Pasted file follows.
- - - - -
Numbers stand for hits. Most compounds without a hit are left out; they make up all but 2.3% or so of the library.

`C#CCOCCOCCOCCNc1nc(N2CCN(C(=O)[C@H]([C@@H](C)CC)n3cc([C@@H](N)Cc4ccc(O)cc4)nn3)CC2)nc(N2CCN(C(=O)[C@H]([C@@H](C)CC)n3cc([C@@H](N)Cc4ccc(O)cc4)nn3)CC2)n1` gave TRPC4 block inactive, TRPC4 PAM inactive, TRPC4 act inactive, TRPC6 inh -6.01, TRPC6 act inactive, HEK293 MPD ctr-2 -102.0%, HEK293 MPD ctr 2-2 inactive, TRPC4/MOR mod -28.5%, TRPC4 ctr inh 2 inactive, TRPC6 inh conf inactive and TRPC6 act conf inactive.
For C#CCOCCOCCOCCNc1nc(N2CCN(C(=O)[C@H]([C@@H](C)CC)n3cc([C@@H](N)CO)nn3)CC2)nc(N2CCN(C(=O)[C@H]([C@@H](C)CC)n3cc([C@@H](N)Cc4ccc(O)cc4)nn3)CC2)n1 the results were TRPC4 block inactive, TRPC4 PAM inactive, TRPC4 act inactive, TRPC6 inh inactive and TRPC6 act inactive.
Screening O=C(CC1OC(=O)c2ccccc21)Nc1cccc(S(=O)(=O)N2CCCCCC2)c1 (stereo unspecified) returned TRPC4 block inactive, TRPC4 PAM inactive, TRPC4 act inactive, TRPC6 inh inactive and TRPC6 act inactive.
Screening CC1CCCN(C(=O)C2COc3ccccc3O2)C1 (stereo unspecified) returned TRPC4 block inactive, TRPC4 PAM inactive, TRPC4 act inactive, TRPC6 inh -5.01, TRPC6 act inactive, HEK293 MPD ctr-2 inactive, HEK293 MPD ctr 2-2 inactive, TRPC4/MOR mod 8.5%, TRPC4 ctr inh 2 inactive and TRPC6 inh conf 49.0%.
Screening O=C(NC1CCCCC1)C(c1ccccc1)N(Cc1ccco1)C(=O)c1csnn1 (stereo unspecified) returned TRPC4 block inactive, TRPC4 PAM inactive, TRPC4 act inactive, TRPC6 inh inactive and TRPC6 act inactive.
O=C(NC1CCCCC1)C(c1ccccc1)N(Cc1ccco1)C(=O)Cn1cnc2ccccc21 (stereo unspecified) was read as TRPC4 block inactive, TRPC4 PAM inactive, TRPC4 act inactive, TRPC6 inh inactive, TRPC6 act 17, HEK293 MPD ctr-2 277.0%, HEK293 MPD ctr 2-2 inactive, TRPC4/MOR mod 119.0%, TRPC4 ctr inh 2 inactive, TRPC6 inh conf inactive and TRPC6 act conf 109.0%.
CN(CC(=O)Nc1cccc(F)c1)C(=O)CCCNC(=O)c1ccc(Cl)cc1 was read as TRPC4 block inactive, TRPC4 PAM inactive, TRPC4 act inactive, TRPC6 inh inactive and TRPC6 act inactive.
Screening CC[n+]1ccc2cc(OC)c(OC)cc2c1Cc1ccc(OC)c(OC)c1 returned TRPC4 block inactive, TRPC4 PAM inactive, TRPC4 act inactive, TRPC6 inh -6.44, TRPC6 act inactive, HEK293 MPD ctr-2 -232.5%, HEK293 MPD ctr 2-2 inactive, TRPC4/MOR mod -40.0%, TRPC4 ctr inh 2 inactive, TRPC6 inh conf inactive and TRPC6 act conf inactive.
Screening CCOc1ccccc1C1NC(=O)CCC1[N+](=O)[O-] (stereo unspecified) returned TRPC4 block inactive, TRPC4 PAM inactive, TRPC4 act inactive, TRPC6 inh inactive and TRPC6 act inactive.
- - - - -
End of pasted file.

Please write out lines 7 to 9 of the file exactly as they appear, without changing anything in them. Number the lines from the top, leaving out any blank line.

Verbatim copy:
O=C(NC1CCCCC1)C(c1ccccc1)N(Cc1ccco1)C(=O)Cn1cnc2ccccc21 (stereo unspecified) was read as TRPC4 block inactive, TRPC4 PAM inactive, TRPC4 act inactive, TRPC6 inh inactive, TRPC6 act 17, HEK293 MPD ctr-2 277.0%, HEK293 MPD ctr 2-2 inactive, TRPC4/MOR mod 119.0%, TRPC4 ctr inh 2 inactive, TRPC6 inh conf inactive and TRPC6 act conf 109.0%.
CN(CC(=O)Nc1cccc(F)c1)C(=O)CCCNC(=O)c1ccc(Cl)cc1 was read as TRPC4 block inactive, TRPC4 PAM inactive, TRPC4 act inactive, TRPC6 inh inactive and TRPC6 act inactive.
Screening CC[n+]1ccc2cc(OC)c(OC)cc2c1Cc1ccc(OC)c(OC)c1 returned TRPC4 block inactive, TRPC4 PAM inactive, TRPC4 act inactive, TRPC6 inh -6.44, TRPC6 act inactive, HEK293 MPD ctr-2 -232.5%, HEK293 MPD ctr 2-2 inactive, TRPC4/MOR mod -40.0%, TRPC4 ctr inh 2 inactive, TRPC6 inh conf inactive and TRPC6 act conf inactive.